Calling the new rules “unsafe and indulgent,” the Brady Campaign complained in a news release that the new rules upended “long-standing protocols.” (Because clearly the coronavirus pandemic hasn’t upended “long-standing protocols” or anything.)
“At a time when we need our federal government to put the interests and safety of its people first, the Trump Administration has once again put profits over people,” Brady President Kris Brown said in the release.
“The Administration has used broad interpretations of the federal Gun Control Act to suggest that FFLs conduct business at a drive-by or walk-up window, as if they were a McDonald’s, or at a temporary table or booth, as if they were a lemonade stand, removing the protective influence that responsible gun dealers can have on stopping the proliferation of crime guns and on educating gun owners about the risks of guns and how to mitigate them.”
First, they say getting guns at a drive-thru window “as if they were a McDonalds” as if it were a bad thing. As for “educating gun owners about the risks of guns and how to mitigate them,” there’s nothing to prevent gun dealers from doing so at drive-thrus or tables, which makes this objection silly and extraneous.
But that’s pretty much what a lot of the objections to this are. The right to bear arms is constitutionally protected, which makes states excluding them as essential businesses a purely bogus COVID gun grab. Now, that gun grab is turning into a nightmare for leftists.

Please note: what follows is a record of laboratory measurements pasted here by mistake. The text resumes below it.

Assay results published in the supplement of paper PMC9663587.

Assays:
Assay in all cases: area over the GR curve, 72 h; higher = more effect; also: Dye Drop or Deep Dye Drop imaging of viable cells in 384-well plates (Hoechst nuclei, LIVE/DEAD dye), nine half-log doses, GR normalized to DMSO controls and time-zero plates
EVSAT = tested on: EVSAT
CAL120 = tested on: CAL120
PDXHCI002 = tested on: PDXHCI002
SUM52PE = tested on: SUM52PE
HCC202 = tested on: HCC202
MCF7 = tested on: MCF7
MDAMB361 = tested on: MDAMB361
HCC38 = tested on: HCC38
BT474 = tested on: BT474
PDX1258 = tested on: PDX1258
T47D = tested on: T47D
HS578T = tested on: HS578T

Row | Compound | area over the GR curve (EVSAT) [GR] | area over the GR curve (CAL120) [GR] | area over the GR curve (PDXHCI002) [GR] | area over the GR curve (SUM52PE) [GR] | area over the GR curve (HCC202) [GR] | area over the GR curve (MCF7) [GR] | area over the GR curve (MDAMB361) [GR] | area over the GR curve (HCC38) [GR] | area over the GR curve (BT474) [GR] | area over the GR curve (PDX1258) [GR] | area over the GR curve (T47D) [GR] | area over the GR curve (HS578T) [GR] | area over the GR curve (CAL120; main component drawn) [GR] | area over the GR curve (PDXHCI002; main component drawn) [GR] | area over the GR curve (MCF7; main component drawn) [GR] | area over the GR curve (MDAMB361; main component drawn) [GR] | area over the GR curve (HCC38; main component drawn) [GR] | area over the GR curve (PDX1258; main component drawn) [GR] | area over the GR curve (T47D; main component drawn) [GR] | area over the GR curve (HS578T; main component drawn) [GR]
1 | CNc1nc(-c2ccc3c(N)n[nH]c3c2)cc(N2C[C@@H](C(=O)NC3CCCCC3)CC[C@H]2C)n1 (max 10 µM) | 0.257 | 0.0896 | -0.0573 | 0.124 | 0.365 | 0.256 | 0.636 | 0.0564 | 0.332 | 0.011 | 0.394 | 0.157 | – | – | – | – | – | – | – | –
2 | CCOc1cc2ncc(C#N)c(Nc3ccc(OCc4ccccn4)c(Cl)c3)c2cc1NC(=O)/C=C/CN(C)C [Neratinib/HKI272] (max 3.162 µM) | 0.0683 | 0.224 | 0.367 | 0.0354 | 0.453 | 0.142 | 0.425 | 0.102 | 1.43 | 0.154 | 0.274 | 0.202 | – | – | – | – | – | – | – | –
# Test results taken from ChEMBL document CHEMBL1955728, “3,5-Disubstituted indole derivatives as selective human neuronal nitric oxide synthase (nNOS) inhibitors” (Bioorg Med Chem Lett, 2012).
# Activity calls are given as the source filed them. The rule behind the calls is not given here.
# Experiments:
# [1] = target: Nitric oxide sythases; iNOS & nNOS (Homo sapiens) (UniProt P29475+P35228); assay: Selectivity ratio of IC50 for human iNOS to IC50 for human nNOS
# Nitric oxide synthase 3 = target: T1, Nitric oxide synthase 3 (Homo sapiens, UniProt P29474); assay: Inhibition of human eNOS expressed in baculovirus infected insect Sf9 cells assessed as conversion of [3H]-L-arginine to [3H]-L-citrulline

Of course, it’s not going to be as easy as picking up a meal in a McDonald’s of Burger King drive-thru from coast to coast. Liberal lawmakers in liberal states are going to continue to do everything they can to limit the Second Amendment no matter what the ATF says. But the principle is at least established.
Have a problem with gun stores being conduits for infection? Fine. Liberals don’t have to worry about that now — and that just made them more angry.
At least we can socially distance from them.
After this is over, I propose we should still be able to buy guns from drive-thru windows. Now, granted, the majority of the service here will be curbside, at least for the moment, since there aren’t a lot of drive-up windows at gun shops.
Time marches on, however. We live in an era where even those recalcitrant French have scrapped their 2CVs and gotten real cars. We can order guns online, although we have to have them shipped to a licensed FFL dealer.
Speed up the process a bit and let us stay in our cars while we get them. I can think no more American product of the pandemic that ought to survive than this one.
Author: C. Douglas Golden
Source: Western Journal: COVID Gun Grab Turns into Nightmare for Leftists as Gun Stores Open Drive-Thru Windows